8. Morrow AL, Ruiz-Palacios GM, Jiang X, Newburg DS. Human-milk glycans that inhibit pathogen binding protect breast-feeding infants against infectious diarrhea. J Nutr. 2005 May;135(5):1304-7.
    9. Chichlowski M, De Lartigue G, German JB, Raybould HE, Mills DA. Bifidobacteria isolated from infants and cultured on human milk oligosaccharides affect intestinal epithelial function. J Pediatr Gastroenterol Nutr. 2012 Sep;55(3):321-7.
    10. Zivkovic AM, German JB, Lebrilla CB, Mills DA. Human milk glycobiome and its impact on the infant gastrointestinal microbiota. Proc Natl Acad Sci U S A. 2011 Mar 15;108 Suppl 1(Suppl 1):4653-8. 
    11. Newburg DS, Grave G. Recent advances in human milk glycobiology. Pediatr Res. 2014 May;75(5):675-9.

     

    Contributed by

    Dr. Sandeep Ravindran

    Freelance Science Writer

    Sandeepr.com

    Drinking Milk Is Linked to Lower Fracture Risk in Women

    • Analysis of data extracted from the Nurses Health Study that began in 1980 revealed that total dairy intake was linked to a lower risk of fractures in middle-aged and older women.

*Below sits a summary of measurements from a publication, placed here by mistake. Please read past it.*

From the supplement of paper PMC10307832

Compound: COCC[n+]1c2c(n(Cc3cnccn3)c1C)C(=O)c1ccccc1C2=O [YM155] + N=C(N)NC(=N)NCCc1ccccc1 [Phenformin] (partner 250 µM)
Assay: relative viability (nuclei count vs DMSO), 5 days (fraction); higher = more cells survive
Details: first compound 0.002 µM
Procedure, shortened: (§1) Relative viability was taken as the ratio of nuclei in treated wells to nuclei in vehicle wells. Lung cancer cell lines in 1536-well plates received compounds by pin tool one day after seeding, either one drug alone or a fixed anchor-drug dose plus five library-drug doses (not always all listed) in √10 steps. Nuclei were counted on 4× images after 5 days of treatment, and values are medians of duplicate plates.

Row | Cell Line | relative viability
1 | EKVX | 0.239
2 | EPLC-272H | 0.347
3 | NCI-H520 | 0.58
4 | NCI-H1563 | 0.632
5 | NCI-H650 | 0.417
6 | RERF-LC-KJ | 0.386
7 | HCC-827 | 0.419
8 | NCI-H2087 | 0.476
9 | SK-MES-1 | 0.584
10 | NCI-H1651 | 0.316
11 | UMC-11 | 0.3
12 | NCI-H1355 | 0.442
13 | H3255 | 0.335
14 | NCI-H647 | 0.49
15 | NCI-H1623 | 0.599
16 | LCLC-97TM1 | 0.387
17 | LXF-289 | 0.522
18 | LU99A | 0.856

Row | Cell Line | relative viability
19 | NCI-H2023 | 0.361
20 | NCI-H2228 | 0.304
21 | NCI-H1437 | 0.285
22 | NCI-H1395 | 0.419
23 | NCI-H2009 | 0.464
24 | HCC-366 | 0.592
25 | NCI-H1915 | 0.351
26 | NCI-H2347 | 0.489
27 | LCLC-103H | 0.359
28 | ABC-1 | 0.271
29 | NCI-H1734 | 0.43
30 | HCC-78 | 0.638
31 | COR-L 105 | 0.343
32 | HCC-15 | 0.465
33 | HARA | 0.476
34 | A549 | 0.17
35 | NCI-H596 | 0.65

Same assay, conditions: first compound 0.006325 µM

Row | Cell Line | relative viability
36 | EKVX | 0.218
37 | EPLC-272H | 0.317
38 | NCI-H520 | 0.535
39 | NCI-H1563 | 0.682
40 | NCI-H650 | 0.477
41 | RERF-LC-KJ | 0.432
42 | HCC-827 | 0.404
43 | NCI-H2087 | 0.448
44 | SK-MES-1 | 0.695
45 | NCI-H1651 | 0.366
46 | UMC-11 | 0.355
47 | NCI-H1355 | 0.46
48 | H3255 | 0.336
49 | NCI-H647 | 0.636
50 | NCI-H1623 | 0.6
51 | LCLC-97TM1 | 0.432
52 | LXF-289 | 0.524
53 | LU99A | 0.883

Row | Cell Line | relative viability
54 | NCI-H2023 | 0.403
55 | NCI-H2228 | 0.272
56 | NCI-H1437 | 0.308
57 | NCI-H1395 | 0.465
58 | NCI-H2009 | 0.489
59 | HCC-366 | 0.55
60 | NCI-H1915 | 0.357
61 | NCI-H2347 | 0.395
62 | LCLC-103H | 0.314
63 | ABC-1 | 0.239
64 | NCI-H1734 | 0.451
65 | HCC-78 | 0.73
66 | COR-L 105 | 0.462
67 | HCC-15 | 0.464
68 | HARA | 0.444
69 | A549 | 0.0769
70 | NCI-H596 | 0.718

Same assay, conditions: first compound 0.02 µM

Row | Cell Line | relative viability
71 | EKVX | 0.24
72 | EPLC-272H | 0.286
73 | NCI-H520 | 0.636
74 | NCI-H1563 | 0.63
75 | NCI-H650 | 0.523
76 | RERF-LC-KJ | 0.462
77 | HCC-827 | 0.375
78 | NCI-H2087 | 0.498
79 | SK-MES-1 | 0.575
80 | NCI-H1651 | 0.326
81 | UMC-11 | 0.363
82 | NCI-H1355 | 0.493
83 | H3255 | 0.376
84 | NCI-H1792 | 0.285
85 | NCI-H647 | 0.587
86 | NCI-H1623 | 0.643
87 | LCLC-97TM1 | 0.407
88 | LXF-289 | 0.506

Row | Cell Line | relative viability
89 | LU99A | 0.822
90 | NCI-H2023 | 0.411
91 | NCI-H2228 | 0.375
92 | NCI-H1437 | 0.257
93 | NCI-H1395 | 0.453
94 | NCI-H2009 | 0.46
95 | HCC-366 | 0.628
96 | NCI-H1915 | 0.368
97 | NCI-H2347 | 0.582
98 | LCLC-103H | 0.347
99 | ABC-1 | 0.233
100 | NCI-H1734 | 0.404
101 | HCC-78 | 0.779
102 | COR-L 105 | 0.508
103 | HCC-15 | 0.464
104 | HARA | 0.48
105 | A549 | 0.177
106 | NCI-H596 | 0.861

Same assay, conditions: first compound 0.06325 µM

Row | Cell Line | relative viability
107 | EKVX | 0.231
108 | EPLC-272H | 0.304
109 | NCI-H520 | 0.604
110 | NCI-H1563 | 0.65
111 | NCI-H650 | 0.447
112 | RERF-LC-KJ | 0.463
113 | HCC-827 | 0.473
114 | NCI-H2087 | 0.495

• Consuming milk, yogurt, and cheese was correlated with a lower risk of fragility fractures of the hip. 
    • The protective effects of dairy could benefit women both before and after menopause.

    For many people, aging increases their risk of a fracture from a slip or fall from standing height or even more minor injuries. These injuries usually reveal the underlying condition of osteoporosis, characterized by low bone mineral density and a loss of the micro-architecture of bone tissue. Approximately 1.5 million new cases of fragility fractures are diagnosed annually in the U.S. alone [1]. Although older women are considered most at risk of these injuries, a recent analysis revealed that the risk of fragility fractures begins to increase when women are in their forties [2]. 

    Dairy consumption is thought to improve bone mineral density because foods such as milk and cheese are rich in calcium, phosphorus, and other minerals important for bone health. Despite this connection, the correlation between a dairy-rich diet and fracture risk has been tenuous. A 2018 study reported that an extra daily serving of dairy, at least half of which was milk, was linked to a 6 percent decrease in risk of hip fracture amongst postmenopausal women in the Nurses’ Health Study (NHS) [3]. But some other studies have found no correlation between dairy consumption and hip fracture risk [4], while others have found that drinking milk can reduce these fractures.